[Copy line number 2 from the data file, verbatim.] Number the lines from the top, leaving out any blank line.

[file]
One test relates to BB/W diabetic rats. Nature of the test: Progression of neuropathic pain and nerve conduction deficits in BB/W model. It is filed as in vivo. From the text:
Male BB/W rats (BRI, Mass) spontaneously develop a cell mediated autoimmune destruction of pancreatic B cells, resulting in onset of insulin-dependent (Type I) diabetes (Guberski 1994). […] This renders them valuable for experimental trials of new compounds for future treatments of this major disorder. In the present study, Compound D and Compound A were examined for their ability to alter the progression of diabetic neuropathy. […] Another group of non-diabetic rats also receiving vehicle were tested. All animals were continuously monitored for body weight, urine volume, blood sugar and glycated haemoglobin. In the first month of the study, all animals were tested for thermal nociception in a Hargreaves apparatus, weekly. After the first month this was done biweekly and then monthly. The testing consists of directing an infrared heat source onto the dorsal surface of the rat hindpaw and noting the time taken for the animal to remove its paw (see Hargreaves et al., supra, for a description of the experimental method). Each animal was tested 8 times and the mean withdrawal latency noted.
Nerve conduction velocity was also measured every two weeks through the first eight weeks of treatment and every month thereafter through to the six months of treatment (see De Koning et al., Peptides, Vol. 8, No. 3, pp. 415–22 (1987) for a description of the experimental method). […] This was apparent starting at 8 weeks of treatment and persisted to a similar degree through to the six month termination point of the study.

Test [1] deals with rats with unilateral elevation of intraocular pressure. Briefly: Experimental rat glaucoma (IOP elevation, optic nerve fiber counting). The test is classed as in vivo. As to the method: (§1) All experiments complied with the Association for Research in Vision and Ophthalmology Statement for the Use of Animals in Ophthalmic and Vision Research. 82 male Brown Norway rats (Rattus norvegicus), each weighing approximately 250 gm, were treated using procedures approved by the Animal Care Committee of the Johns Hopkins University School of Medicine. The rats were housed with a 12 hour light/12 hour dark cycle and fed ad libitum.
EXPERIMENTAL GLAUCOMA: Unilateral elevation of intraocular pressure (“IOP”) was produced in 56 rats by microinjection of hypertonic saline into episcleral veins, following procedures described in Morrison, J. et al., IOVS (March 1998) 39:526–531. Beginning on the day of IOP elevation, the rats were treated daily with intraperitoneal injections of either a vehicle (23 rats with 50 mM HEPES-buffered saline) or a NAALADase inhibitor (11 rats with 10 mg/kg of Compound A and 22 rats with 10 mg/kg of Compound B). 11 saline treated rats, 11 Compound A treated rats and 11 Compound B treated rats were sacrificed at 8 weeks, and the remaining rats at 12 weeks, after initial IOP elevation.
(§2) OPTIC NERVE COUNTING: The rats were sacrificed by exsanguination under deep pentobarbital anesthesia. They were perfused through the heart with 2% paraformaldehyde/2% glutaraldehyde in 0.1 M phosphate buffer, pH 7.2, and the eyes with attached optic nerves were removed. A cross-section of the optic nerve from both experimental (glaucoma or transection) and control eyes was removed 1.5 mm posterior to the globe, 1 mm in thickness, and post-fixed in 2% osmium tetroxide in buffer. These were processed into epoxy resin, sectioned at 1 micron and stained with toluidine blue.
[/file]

Male BB/W rats (BRI, Mass) spontaneously develop a cell mediated autoimmune destruction of pancreatic B cells, resulting in onset of insulin-dependent (Type I) diabetes (Guberski 1994). […] This renders them valuable for experimental trials of new compounds for future treatments of this major disorder. In the present study, Compound D and Compound A were examined for their ability to alter the progression of diabetic neuropathy. […] Another group of non-diabetic rats also receiving vehicle were tested. All animals were continuously monitored for body weight, urine volume, blood sugar and glycated haemoglobin. In the first month of the study, all animals were tested for thermal nociception in a Hargreaves apparatus, weekly. After the first month this was done biweekly and then monthly. The testing consists of directing an infrared heat source onto the dorsal surface of the rat hindpaw and noting the time taken for the animal to remove its paw (see Hargreaves et al., supra, for a description of the experimental method). Each animal was tested 8 times and the mean withdrawal latency noted.